Menofog. Mental break. Perifog. Menobrain. Brain Fog has many nicknames, but whatever you call it, this menopausal symptom causes distress to women who suffer from it.
“I find it frustrating. I feel stupid,” Tania Wastney, 52, told HealthyWomen. Wastney described her brain fog as simple mix-ups – putting milk in her coffee instead of cream – and moments of forgetfulness, like forgetting her phone’s password despite using the same code for years.
Dr. Barb DePree, director of Women’s Midlife Services at Holland Hospital and a member of HealthyWomen’s Women’s Health Advisory Council, stated that brain fog is expressed as forgetfulness for most women. She described walking into a room and forgetting why or trying to remember a person’s name.
“Typically,” DePree said, “we associate the term” brain fog “with the transition to menopause.” However, it often persists in early menopause.
At the age of 47, Judith Roszyk, who is completing her Masters in Industrial and Organizational Psychology, is in this transition, also known as the perimenopause. Roszyk has had brain fog for two years and it can ruin your day.
“That makes decision-making difficult and details are often overlooked,” said Roszyk. “My cognitive skills are slowing down, my reactions are slowing down; it feels like my neurons are working in slow motion, like they’re stoned.”
In a 2014 study, between 60% and 82% of women reported having decreased memory and mental clarity during perimenopause and menopause. And while aging is recognized to play a role in memory literacy, brain fog is not synonymous with aging.
“What happens to the aging brain isn’t just for women,” DePree said. “But for most women the difference is that for them this is a very abrupt change in the sand that coincides with menopause.” Many women, DePree continued, find the reassurance that their partners are likely to have similar memory lapses due to aging, but brain fog is not a term used to describe men’s health.
As Roszyk and Wastney have described, brain fog often affects daily chores. DePree confirmed that it often affects the quality of life.
“A lot of women talk about work-related disorders. They feel less competent in their ability to communicate effectively,” noted DePree. “Many women feel that it takes longer to process [information]In her practice, too, DePree sees women step aside in the office because they feel less competent. In fact, other women HealthyWomen spoke to on this piece had similar concerns.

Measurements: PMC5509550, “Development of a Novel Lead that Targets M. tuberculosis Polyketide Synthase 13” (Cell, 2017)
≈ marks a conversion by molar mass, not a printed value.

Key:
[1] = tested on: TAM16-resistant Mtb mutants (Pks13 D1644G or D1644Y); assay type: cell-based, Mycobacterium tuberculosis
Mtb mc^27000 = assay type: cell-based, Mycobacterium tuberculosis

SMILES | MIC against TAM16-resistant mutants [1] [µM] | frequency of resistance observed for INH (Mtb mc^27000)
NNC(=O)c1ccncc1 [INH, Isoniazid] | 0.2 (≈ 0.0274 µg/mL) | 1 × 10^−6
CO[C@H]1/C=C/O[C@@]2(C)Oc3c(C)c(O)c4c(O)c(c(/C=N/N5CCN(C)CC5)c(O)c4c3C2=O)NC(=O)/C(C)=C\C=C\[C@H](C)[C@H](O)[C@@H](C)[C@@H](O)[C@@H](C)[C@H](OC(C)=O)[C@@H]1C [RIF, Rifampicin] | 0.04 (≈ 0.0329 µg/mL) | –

“It’s very frustrating,” said DePree. However, the level of frustration depends on the daily demands of each woman. She said some might find brain fog a great frustration while others find it mild. “It doesn’t affect all women equally,” added DePree. Some women will never see it.
Where does the fog come from?
The disruption – and subsequent absence – of estrogen plays an important role in the onset of brain fog. As DePree explained, estrogen is neuroprotective (meaning that it protects nerve cells from damage and degeneration). It is known to boost the immune system, protect neurons from damage, while promoting new nerve connections. And it’s the primary hormone that is affected by menopause. As hormones begin to wane during perimenopause, DePree said, “It’s not surprising to know that the brain is affected.”
There are also additional symptoms of perimenopause at work. Sleep disorders, often caused by hot flashes or night sweats, as well as anxiety and depression, can also affect memory, focus, and concentration.
DePree said word retrieval and forgetfulness worry many women that they are experiencing the first signs of dementia – and that most women don’t.
However, women are more likely to develop Alzheimer’s disease than men. For a small subgroup of people, brain fog can be the beginning of a cognitive impairment that could one day be Alzheimer’s.
Because women who have had hysterectomies with premature ovarian removal are at higher risk for dementia, DePree said, “We know hormones play a role.”
Fortunately, most women who experience brain fog return to what DePree called their baseline at some point, since brain fog is not permanent. And while that baseline might look a little different because of aging, DePree emphasized, “We don’t lose intelligence or knowledge.”
When asked how long brain fog can last, DePree said there are too many variables to set a time frame. More importantly, the choices women made during that time can have lasting effects, such as: B. the termination of their job or the refusal of promotions. “My message to women is this: Try not to make your world smaller because you haven’t lost your mind.”
Lifestyle management can help
“Cognitive health, like physical health, requires maintaining good health,” said DePree. Disease management such as exercise, smoking cessation, good food (DePree recommends a largely Mediterranean diet), adequate sleep, and social engagement are useful tools for maintaining and improving memory and cognition.
Hormone therapy (HT) can also help. “We understand that when hormone therapy is used appropriately – timed and dosed appropriately – there can be far-reaching benefits, particularly cognitive benefits,” said DePree.
Some data, she said, suggest that starting hormone therapy in early menopause or late perimenopause might help protect against dementia. “My experience has shown that hormone therapy is beneficial for women with brain fog,” DePree said. HT can also improve sleep and help with mood, anxiety, or depression.
DePree said women should have a conversation with their health care provider about brain fog, family history, and health risks while taking care of themselves.
“Brain fog,” she concluded, “is not inevitable.”